Laboratory investigation of nanoscale dispersed catalyst for inhibition coke formation and upgrading of heavy oil during THAI process

Almarshed, Abdullah (2016). Laboratory investigation of nanoscale dispersed catalyst for inhibition coke formation and upgrading of heavy oil during THAI process. University of Birmingham. Ph.D.

 Preview
Almarshed16PhD.pdf
PDF - Accepted Version

Abstract

It has previously been shown that in situ upgrading of heavy oil by Toe-to-Heel Air Injection (THAI) can be augmented by surrounding the horizontal production well with an annulus of pelleted catalyst. Despite the further upgrading achieved with this configuration, the accumulation of coke and metals deposits on the catalyst and pore sites, resulting from cracking of the heavy oil, have a detrimental effect on the catalyst activity, life span and process. An alternative contacting pattern between the oil and transition metal dispersed catalysts was investigated using a stirred batch reactor, to mitigate the above mentioned challenges. The effects of different dispersed catalysts, hydrogen sources and tetralin hydrogen donor solvent were also investigated. The Taguchi method was applied to optimize the effect of reaction factors and select the optimum values that maximize level of heavy oil upgrading while suppressing coke yield. Detailed optimization of the reaction conditions for in situ catalytic upgrading of heavy oil was carried out over the following ranges of operating variables; temperature 355 – 425 $$^o$$C, reaction time 20 – 80 min, agitation 200 – 900 rpm, initial hydrogen pressure 10 – 50 bar, and iron metal loading 0.03 – 0.4 wt%.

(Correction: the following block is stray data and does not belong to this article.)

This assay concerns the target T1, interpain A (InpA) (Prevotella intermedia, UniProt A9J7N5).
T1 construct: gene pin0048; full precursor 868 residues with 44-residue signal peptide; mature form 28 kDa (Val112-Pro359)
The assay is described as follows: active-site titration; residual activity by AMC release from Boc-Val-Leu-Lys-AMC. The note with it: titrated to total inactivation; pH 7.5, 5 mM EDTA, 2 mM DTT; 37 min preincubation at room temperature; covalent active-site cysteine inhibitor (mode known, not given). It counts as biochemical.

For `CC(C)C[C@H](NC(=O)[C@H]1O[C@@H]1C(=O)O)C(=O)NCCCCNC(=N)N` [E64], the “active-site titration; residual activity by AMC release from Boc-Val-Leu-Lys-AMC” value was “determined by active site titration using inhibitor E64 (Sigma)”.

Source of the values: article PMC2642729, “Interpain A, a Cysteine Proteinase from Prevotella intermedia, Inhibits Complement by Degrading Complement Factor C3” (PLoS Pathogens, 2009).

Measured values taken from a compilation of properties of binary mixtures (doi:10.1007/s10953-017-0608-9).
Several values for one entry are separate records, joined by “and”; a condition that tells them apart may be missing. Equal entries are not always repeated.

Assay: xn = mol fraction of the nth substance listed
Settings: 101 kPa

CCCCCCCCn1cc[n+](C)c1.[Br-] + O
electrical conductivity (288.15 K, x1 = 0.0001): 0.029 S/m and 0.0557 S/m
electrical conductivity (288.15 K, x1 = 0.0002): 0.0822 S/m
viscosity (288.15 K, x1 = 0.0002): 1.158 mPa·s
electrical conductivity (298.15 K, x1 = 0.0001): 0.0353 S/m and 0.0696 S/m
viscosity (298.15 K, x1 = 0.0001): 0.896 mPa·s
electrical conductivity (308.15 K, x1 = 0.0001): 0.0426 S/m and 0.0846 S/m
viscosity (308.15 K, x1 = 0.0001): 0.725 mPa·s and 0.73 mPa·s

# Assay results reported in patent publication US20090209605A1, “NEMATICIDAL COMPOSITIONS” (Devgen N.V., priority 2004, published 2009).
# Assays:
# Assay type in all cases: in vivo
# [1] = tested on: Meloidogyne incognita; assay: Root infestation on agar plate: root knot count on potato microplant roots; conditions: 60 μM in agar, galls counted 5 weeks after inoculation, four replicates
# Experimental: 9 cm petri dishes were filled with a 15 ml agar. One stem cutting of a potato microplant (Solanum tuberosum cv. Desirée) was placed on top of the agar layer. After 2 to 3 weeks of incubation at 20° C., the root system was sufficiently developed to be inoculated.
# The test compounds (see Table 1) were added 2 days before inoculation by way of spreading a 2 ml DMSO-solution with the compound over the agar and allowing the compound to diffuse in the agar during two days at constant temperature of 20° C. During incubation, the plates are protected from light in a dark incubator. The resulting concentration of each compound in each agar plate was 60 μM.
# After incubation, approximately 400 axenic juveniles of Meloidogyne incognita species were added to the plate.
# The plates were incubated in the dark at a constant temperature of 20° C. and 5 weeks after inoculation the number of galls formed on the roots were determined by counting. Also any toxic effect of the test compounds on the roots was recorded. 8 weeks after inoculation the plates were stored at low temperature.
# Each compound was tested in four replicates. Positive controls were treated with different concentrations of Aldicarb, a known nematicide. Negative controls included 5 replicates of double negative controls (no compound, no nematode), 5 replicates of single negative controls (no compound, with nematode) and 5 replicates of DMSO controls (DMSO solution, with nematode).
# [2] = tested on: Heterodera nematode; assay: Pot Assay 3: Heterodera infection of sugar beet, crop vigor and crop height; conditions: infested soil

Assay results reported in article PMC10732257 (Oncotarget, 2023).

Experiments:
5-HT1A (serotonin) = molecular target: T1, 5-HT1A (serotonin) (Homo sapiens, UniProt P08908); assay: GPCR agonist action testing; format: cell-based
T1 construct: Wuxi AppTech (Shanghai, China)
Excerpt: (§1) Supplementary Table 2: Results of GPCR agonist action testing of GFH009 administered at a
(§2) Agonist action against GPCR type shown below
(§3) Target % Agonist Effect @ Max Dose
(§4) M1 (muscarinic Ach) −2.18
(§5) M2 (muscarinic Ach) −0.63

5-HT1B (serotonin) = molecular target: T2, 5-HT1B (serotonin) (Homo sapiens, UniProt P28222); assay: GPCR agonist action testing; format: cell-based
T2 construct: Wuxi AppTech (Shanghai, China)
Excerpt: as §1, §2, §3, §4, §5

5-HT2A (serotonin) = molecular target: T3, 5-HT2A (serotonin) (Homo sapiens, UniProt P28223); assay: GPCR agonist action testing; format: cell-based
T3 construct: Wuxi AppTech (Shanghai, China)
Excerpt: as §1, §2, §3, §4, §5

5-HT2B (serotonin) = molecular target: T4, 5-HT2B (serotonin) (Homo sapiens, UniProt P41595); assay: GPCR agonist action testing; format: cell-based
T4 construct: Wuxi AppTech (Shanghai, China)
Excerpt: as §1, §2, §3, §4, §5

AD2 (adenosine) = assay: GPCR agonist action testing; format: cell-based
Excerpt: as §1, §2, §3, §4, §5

Type of Work: Thesis (Doctorates > Ph.D.)
Award Type: Doctorates > Ph.D.
Supervisor(s):
Supervisor(s)EmailORCID
Wood, JosephUNSPECIFIEDUNSPECIFIED
Leeke, GaryUNSPECIFIEDUNSPECIFIED
Licence:
College/Faculty: Colleges (2008 onwards) > College of Engineering & Physical Sciences
School or Department: School of Chemical Engineering
Funders: None/not applicable
Subjects: T Technology > TP Chemical technology
URI: http://etheses.bham.ac.uk/id/eprint/6470

Actions

 Request a Correction View Item